The State is due to argue in the new year in the SCA why it thinks Oscar Pistorius's 6-year sentence is lenient.
Pretoria - The resentencing of Oscar Pistorius in June remained one of the most talked about matters this year. And not even the coldest day of the year could keep the crowds away from the Gauteng High Court, Pretoria.

At the time a gaunt Oscar made his way into the dock, hugging family members and Correctional Services officials along the way.

A month later he was back in jail, this time serving a six-year jail sentence for murder. This will be his second Christmas in jail - with a reprieve inbetween.

The athlete spent Christmas 2014 in jail, serving a 10-month stint of his initial five-year sentence for culpable homicide.

Spending nearly a year at the Kgosi Mampuru 11 Correctional Centre in Pretoria, Pistorius was released about three weeks before the last Christmas.

But this time jail was again looming large as the Supreme Court of Appeal (SCA) overturned his culpable homicide conviction and replaced it with murder. The effect was that Pistorius had to be resentenced.

Although he spent last Christmas at his uncle Arnold Pistorius’s luxury Waterkloof mansion, he was under strict house arrest.

However, this year a bleak Christmas again awaits him in jail.

Pistorius is at the Atteridgeville Correctional Centre and not in the hospital section of the Kgosi Mampuru, where he was kept before.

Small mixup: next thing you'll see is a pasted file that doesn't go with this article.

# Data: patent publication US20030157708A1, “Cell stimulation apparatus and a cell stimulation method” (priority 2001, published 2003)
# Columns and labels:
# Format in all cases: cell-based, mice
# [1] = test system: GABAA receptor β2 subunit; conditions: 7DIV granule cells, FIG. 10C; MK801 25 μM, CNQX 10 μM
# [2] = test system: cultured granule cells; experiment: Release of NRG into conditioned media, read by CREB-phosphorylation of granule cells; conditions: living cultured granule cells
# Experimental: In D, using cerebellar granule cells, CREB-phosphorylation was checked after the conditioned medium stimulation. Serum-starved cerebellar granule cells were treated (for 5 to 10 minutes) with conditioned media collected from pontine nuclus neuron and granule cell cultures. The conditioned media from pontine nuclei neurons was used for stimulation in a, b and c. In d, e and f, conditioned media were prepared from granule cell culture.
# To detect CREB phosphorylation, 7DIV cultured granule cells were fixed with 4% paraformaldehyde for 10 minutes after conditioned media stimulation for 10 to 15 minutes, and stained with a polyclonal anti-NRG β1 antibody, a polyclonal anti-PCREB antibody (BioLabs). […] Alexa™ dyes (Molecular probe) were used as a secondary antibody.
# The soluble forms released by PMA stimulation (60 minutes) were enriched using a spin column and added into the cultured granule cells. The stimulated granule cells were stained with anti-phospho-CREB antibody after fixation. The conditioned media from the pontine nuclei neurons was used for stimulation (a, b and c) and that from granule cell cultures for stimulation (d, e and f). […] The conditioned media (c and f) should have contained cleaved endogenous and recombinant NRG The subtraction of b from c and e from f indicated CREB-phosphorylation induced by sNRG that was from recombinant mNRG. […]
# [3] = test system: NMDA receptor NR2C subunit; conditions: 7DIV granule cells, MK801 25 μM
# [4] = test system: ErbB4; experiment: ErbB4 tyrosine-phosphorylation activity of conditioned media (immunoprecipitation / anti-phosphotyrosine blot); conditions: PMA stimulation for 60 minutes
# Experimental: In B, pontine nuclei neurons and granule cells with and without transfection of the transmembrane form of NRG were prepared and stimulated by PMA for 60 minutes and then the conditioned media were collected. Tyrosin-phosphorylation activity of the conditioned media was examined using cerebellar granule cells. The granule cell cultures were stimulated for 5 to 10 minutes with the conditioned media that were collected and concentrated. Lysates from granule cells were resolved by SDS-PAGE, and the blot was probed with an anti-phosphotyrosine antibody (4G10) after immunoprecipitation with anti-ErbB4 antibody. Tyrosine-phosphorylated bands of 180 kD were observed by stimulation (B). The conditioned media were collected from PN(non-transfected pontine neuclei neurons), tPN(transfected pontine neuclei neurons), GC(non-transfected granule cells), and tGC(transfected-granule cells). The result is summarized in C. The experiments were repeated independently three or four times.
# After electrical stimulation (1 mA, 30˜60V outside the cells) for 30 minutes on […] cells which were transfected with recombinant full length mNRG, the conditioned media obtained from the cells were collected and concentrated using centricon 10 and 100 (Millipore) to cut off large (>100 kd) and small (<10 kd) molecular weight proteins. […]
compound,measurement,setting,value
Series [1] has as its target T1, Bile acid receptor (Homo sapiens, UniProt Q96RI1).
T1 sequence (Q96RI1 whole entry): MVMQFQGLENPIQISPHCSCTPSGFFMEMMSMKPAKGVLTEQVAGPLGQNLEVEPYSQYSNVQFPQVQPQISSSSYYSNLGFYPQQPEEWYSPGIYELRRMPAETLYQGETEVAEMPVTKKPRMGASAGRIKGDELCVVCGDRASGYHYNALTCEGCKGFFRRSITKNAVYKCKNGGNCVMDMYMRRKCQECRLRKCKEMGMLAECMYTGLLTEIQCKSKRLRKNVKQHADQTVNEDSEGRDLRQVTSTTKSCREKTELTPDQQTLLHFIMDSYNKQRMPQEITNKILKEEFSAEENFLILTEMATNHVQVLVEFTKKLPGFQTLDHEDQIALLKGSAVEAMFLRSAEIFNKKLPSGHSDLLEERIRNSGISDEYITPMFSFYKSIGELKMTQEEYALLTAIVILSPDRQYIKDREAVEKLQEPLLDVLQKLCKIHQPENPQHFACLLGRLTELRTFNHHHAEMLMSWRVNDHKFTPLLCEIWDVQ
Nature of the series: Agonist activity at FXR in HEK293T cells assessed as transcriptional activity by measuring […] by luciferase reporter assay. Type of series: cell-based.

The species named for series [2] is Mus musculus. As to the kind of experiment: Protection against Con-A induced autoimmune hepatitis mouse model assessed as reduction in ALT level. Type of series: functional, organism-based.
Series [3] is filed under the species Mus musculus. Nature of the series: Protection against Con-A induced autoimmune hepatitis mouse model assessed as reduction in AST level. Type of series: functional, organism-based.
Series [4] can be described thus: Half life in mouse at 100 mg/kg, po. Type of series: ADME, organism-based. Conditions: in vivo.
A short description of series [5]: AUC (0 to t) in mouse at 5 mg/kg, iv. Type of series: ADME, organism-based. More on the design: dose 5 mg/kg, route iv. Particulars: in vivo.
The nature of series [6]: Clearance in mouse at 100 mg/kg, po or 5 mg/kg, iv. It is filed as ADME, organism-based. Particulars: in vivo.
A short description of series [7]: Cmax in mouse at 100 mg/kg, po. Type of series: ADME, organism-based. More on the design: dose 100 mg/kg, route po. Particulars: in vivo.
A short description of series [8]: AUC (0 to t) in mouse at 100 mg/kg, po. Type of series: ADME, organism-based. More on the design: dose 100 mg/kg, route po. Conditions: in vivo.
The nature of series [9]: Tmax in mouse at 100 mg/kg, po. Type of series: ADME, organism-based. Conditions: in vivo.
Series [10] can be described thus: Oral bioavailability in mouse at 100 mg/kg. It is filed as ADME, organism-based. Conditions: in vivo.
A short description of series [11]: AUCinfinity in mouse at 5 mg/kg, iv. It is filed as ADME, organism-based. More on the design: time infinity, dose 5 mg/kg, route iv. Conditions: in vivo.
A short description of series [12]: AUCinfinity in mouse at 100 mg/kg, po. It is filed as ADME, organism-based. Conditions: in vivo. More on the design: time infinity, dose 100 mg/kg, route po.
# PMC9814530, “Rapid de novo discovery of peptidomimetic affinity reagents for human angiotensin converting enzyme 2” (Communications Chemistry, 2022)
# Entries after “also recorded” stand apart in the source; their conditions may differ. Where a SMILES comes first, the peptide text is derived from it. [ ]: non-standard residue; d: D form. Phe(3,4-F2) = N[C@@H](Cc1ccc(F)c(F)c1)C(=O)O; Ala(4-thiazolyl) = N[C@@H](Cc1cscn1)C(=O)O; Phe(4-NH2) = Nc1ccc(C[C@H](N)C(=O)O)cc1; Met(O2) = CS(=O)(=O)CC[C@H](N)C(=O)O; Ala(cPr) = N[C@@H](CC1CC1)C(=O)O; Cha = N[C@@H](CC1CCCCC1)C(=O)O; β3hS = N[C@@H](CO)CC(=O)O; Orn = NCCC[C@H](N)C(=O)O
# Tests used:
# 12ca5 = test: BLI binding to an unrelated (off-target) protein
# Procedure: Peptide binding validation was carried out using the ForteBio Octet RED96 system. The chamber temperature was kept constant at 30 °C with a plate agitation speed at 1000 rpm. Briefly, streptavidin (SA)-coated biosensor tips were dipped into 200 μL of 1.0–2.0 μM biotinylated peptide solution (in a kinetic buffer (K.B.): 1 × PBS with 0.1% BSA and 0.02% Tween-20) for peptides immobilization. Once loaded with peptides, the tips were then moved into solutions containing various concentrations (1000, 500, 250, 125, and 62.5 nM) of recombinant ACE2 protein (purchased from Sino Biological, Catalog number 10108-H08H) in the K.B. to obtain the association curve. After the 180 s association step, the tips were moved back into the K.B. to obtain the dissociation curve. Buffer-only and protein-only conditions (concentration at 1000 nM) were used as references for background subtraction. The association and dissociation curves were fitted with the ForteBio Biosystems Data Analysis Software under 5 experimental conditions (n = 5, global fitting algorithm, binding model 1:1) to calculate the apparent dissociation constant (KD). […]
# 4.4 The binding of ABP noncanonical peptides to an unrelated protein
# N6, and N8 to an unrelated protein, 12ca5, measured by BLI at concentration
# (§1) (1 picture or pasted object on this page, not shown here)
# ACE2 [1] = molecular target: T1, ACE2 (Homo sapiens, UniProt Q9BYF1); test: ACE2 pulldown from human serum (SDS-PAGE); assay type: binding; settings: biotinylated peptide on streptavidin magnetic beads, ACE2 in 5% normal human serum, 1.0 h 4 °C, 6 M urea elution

Correctional Services officials said this prison was the best place for him to undergo rehabilitation programmes. The jail cell is expected to be his home for at least two or more Christmases - if he is lucky.

His woes are far from over as prosecutor Gerrie Nel refused to accept that a 6-year sentence for murder was sufficient.

The State is due to argue in the new year in the SCA why it thinks the sentence is lenient.

Meanwhile, Pistorius’s fate is again in the hands of the appeal court, which could increase his sentence.

The only good news for him at this stage would be if the appeal court turned down the State’s request for leave to appeal against the sentence.

It has been almost four years since he killed his girlfriend Reeva Steenkamp on Valentine’s Day 2013, but still there has been no closure.

While 2014 was an extremely emotional time in court for the Blade Runner, who from time to time burst into tears and even vomited into a bucket next to his seat in the dock, this year proved to be equally challenging.

The world will never forget the scenes which played out in July - it was Oscar on his stumps versus Steenkamp’s bullet-riddled body.

The proceedings took a startling twist as both the defence and the prosecution went for the jugular during sentencing.

The defence pulled out all the stops and presented a vulnerable Pistorius so that the world could see the man he was at the time of the tragedy when he pulled the trigger, killing Steenkamp.

On the other hand, the prosecution said it was also time for the world to see exactly what the impact of his actions were on his blonde model girlfriend.